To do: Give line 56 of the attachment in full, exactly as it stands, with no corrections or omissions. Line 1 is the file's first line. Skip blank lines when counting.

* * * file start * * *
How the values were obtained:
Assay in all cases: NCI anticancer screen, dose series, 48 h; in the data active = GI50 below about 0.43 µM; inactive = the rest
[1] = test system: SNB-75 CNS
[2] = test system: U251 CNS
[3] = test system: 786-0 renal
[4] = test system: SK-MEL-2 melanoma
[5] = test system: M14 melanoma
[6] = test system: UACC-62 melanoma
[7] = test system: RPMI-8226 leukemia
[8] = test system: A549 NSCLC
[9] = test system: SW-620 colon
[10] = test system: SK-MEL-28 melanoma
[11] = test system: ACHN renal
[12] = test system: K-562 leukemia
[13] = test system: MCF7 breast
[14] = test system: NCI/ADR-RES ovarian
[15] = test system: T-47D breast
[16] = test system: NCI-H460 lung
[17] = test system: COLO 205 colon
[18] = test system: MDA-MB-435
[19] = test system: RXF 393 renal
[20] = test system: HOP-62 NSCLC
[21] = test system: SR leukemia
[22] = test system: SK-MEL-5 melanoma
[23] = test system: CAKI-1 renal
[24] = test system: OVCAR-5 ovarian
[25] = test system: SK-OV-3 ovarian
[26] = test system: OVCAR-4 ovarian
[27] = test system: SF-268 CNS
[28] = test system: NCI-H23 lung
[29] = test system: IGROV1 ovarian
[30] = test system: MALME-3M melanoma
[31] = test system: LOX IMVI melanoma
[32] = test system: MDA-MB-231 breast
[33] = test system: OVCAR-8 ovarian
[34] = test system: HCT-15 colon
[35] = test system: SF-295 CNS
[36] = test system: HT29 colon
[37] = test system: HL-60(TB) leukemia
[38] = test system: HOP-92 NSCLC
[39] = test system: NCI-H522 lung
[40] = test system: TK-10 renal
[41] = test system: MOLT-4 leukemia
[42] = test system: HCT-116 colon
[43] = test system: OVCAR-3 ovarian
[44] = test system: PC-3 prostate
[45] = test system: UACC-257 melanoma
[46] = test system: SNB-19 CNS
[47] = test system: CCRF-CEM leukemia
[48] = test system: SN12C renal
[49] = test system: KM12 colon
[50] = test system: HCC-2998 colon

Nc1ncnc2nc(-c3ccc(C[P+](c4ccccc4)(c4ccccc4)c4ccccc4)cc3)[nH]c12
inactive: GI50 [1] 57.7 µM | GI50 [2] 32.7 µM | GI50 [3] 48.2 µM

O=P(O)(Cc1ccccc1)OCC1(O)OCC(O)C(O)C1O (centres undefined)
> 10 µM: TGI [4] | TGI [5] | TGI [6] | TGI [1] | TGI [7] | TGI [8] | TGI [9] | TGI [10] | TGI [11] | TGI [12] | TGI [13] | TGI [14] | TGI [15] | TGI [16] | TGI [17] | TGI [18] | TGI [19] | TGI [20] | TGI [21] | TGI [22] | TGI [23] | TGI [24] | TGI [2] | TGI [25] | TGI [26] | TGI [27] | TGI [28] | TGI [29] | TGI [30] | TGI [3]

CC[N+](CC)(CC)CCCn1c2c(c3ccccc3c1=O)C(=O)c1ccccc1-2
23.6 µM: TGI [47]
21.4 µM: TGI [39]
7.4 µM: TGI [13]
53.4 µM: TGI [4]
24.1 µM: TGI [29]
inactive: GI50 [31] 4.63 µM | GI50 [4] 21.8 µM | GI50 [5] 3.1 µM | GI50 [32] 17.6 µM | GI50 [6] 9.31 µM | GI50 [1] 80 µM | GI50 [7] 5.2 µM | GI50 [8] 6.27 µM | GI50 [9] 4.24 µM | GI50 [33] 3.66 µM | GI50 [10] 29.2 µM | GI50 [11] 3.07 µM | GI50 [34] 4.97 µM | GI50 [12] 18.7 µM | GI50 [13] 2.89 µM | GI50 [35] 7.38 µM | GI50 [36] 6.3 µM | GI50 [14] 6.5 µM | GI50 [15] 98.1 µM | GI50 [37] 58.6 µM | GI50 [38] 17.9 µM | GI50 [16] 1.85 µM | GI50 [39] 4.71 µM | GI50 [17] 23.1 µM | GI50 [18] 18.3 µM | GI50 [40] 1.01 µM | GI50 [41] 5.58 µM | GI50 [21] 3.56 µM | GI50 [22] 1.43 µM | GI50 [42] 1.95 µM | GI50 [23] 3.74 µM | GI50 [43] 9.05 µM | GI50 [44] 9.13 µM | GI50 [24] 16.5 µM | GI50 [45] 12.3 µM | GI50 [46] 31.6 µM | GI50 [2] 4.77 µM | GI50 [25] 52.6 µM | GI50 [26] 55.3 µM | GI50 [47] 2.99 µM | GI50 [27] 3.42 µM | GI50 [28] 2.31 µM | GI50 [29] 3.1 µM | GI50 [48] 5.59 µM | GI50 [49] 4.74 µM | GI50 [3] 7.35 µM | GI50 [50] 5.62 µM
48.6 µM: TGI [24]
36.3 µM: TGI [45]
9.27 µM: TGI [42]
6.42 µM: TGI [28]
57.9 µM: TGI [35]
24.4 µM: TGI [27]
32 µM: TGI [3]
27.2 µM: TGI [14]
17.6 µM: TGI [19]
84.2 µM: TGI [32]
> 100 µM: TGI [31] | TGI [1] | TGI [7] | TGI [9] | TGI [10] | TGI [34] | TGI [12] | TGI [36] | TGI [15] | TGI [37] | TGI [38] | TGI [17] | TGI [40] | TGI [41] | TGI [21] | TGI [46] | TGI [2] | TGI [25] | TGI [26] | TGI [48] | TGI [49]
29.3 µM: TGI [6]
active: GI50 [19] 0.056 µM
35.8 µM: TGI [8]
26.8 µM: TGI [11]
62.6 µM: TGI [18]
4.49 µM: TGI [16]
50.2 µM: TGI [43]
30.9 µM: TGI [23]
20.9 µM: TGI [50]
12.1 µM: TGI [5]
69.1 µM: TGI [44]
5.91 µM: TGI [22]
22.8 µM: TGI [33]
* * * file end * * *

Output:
> 10 µM: TGI [4] | TGI [5] | TGI [6] | TGI [1] | TGI [7] | TGI [8] | TGI [9] | TGI [10] | TGI [11] | TGI [12] | TGI [13] | TGI [14] | TGI [15] | TGI [16] | TGI [17] | TGI [18] | TGI [19] | TGI [20] | TGI [21] | TGI [22] | TGI [23] | TGI [24] | TGI [2] | TGI [25] | TGI [26] | TGI [27] | TGI [28] | TGI [29] | TGI [30] | TGI [3]